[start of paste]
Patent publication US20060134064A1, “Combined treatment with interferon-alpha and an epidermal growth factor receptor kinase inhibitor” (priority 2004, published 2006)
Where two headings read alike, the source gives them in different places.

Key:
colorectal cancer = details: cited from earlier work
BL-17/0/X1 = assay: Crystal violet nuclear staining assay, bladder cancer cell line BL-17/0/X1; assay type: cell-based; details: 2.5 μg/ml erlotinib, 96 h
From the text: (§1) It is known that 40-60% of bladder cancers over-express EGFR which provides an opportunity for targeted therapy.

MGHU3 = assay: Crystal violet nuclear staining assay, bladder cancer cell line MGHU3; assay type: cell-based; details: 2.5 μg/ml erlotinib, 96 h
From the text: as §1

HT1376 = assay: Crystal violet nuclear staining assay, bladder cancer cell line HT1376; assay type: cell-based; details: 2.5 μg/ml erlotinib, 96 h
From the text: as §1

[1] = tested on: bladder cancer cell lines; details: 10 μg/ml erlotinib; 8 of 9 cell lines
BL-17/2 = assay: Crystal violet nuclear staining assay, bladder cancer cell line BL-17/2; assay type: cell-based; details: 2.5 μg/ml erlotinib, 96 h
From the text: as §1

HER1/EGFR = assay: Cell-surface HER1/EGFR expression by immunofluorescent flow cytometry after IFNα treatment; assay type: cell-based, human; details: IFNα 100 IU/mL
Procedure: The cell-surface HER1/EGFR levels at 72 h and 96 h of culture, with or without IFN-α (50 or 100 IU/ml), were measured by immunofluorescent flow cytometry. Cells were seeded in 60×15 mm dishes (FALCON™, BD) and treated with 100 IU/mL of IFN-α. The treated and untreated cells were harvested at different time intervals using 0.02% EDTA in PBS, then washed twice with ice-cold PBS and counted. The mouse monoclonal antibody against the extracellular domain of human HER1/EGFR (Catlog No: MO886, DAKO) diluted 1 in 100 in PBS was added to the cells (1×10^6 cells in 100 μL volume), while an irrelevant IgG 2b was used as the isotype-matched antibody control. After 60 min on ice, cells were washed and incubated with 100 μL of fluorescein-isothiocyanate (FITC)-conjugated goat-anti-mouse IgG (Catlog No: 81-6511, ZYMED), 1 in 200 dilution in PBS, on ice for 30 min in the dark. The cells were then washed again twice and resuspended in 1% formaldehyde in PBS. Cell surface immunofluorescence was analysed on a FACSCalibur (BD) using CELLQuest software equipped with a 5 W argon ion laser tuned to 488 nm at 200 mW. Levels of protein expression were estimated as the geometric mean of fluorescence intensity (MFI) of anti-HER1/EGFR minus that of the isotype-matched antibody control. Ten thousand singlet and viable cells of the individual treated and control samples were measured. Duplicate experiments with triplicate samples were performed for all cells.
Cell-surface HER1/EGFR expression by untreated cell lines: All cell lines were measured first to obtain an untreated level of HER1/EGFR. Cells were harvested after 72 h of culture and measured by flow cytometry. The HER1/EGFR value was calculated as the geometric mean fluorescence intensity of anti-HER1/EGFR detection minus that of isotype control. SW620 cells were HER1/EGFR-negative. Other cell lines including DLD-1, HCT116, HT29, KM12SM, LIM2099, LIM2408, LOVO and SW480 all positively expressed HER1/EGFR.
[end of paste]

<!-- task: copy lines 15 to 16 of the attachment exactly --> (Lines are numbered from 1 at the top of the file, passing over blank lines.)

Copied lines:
Procedure: The cell-surface HER1/EGFR levels at 72 h and 96 h of culture, with or without IFN-α (50 or 100 IU/ml), were measured by immunofluorescent flow cytometry. Cells were seeded in 60×15 mm dishes (FALCON™, BD) and treated with 100 IU/mL of IFN-α. The treated and untreated cells were harvested at different time intervals using 0.02% EDTA in PBS, then washed twice with ice-cold PBS and counted. The mouse monoclonal antibody against the extracellular domain of human HER1/EGFR (Catlog No: MO886, DAKO) diluted 1 in 100 in PBS was added to the cells (1×10^6 cells in 100 μL volume), while an irrelevant IgG 2b was used as the isotype-matched antibody control. After 60 min on ice, cells were washed and incubated with 100 μL of fluorescein-isothiocyanate (FITC)-conjugated goat-anti-mouse IgG (Catlog No: 81-6511, ZYMED), 1 in 200 dilution in PBS, on ice for 30 min in the dark. The cells were then washed again twice and resuspended in 1% formaldehyde in PBS. Cell surface immunofluorescence was analysed on a FACSCalibur (BD) using CELLQuest software equipped with a 5 W argon ion laser tuned to 488 nm at 200 mW. Levels of protein expression were estimated as the geometric mean of fluorescence intensity (MFI) of anti-HER1/EGFR minus that of the isotype-matched antibody control. Ten thousand singlet and viable cells of the individual treated and control samples were measured. Duplicate experiments with triplicate samples were performed for all cells.
Cell-surface HER1/EGFR expression by untreated cell lines: All cell lines were measured first to obtain an untreated level of HER1/EGFR. Cells were harvested after 72 h of culture and measured by flow cytometry. The HER1/EGFR value was calculated as the geometric mean fluorescence intensity of anti-HER1/EGFR detection minus that of isotype control. SW620 cells were HER1/EGFR-negative. Other cell lines including DLD-1, HCT116, HT29, KM12SM, LIM2099, LIM2408, LOVO and SW480 all positively expressed HER1/EGFR.